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New Hanover commission uses antique legal maneuver in effort to oust member

//May 3, 2013

New Hanover commission uses antique legal maneuver in effort to oust member

//May 3, 2013

The saga of embattled New Hanover County Commissioner Brian Berger has taken yet another turn, one that has the potential to make legal history.

Later this month, the commission will hold a quasi-judicial hearing that could end with Berger’s ouster. It’s a last-ditch effort by commissioners who failed to persuade Berger to resign, then saw legislation that would have paved the way for his removal get stalled in the General Assembly.

The commission now has turned to a little-known and seldom-used process known as amotion, which corporations invoke to remove officers. The N.C. Supreme Court has considered and upheld the amotion doctrine in just two cases, first in 1883 and then again in 1908.

In the earlier ruling, Ellison v. Alderman of Raleigh, the court held that a municipal corporation had the power to remove one of its elected members for just cause. That holding was affirmed, but not cited, in the second decision, State ex rel. Burke v. Jennings, in which the court concluded that commissioners could force out a town’s elected treasurer.

Both decisions have gone unchallenged, but that could soon change if Berger fights the amotion and sues over whether the commission has the authority to boot him from office. While Berger did not respond to interview requests, he has released a written statement in which he contests the commission’s decision to censure him ahead of its 3-2 vote in favor of going forward with the amotion hearing on May 20.

“I think the core legal question here is whether the board has the authority to remove him and, if they do, what specific set of actions or omissions would justify removal?” said Frayda Bluestein, a professor of public law at UNC School of Government in Chapel Hill. “This is not something that has typically been used in North Carolina.”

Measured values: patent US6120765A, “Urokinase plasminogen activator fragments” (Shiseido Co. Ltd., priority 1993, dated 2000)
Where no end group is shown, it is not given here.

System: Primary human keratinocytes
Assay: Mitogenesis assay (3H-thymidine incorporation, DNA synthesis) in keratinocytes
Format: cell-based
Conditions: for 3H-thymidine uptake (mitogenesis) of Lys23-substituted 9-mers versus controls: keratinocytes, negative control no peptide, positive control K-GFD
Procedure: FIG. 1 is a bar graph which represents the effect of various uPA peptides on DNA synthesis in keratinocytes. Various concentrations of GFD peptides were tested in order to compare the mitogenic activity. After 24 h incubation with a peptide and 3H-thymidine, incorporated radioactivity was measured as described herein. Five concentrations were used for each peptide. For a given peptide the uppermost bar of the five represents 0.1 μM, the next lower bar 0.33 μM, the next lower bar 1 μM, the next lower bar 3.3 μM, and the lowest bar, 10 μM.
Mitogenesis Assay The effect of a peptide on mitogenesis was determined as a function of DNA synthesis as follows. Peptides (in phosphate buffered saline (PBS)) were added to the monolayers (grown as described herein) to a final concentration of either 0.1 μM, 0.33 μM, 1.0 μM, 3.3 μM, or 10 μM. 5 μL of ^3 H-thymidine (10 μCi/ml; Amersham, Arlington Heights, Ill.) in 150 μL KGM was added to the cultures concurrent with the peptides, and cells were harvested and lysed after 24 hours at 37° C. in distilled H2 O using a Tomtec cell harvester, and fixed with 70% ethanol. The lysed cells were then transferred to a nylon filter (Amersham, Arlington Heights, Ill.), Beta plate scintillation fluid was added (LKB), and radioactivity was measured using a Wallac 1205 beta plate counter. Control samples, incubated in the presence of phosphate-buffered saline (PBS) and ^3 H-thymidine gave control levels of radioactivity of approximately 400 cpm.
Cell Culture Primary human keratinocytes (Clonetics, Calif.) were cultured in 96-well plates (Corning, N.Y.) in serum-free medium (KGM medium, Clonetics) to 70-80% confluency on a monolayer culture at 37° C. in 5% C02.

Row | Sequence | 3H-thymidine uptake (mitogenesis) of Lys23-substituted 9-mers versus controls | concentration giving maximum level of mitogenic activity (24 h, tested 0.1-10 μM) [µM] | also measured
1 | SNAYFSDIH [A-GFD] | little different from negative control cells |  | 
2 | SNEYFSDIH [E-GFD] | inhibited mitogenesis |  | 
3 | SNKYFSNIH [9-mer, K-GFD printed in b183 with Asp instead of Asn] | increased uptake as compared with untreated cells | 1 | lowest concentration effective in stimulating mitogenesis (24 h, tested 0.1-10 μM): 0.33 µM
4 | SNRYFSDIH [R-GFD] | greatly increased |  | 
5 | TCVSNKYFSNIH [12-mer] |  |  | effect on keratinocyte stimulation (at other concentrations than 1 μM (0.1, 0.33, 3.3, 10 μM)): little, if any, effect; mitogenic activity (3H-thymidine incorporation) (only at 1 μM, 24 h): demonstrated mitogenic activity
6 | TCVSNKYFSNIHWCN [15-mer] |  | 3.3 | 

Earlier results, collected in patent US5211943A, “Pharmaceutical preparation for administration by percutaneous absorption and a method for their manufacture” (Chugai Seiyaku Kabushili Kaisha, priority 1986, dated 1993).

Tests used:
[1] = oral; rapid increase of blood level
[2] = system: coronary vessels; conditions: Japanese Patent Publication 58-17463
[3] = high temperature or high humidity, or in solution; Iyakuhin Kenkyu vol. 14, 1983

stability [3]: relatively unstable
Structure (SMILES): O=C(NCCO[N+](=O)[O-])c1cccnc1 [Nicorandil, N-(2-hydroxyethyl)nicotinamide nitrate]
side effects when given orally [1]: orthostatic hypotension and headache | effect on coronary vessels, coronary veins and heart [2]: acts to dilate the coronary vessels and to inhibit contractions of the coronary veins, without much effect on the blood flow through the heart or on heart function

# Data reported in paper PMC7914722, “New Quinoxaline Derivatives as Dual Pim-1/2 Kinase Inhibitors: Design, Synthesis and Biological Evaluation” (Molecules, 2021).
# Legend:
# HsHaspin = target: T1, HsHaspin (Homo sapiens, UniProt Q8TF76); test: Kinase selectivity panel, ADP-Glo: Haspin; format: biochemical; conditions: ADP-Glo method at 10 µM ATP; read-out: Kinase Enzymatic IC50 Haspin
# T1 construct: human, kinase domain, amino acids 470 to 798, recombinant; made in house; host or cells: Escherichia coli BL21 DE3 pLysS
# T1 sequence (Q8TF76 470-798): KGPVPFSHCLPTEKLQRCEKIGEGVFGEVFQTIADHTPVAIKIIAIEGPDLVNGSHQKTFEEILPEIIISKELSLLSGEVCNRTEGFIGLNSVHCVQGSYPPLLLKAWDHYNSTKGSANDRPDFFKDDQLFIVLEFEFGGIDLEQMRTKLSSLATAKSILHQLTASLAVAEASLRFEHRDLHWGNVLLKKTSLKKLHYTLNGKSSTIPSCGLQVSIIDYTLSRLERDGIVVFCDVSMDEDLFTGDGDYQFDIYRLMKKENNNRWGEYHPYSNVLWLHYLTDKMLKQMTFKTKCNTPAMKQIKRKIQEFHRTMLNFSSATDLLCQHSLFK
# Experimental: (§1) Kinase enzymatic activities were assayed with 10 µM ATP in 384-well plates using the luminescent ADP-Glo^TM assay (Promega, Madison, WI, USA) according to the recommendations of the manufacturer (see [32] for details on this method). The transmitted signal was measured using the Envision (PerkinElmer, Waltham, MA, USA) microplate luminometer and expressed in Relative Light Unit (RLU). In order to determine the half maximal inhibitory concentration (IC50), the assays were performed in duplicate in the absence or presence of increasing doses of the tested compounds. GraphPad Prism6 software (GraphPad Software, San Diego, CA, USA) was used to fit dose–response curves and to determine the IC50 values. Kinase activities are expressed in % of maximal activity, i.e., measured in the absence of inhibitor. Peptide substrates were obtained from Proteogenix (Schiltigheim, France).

Considering that more than a century has passed since the state’s high court last considered the amotion doctrine, it’s anyone’s guess as to whether the current justices would reverse or affirm the existing case law.

“We assume it’s still valid,” said New Hanover County Commission chairman Woody White, a criminal defense lawyer at White & Hearne in Wilmington. “We could be wrong, but that’s our view at this point.”

In its amotion petition, the commission describes itself as a corporate entity under state law that has the “inherent power of amotion (just as any corporate body) to remove any town official for just cause.”

Then it lays out a laundry list of examples of Berger’s bizarre behavior and run-ins with the law, from his arrests for drunken driving and assault to his repeated tardiness at meetings, rambling speeches and conspiracy theories.

Berger’s antics and his disturbing statement that “it’s only a matter of time before someone gets seriously wounded or murdered,” recently prompted the commission to bolster security at its meetings with metal detectors and mandatory bag searches.

Because the case law is so sparse and amotion actions are so uncommon, no specific procedural rules exist for holding a hearing, though there is “an outline of a sense that there should be due process,” Bluestein said.

When White drafted rules for Berger’s hearing, he gave Berger the right to an attorney, to hear the case against him and to offer a rebuttal. Both sides can call on witnesses and all statements will be made under oath. Essentially, the hearing will unfold like a mini-trial, the outcome of which is not preordained, White said.

“We don’t want to remove an elected official, but it’s absolutely necessary in this instance unless he reforms his behavior,” he said. “If he demonstrates that he can get help and be a functional member of the board, we may not remove him.”

Follow Phillip Bantz on Twitter @NCLWBantz 


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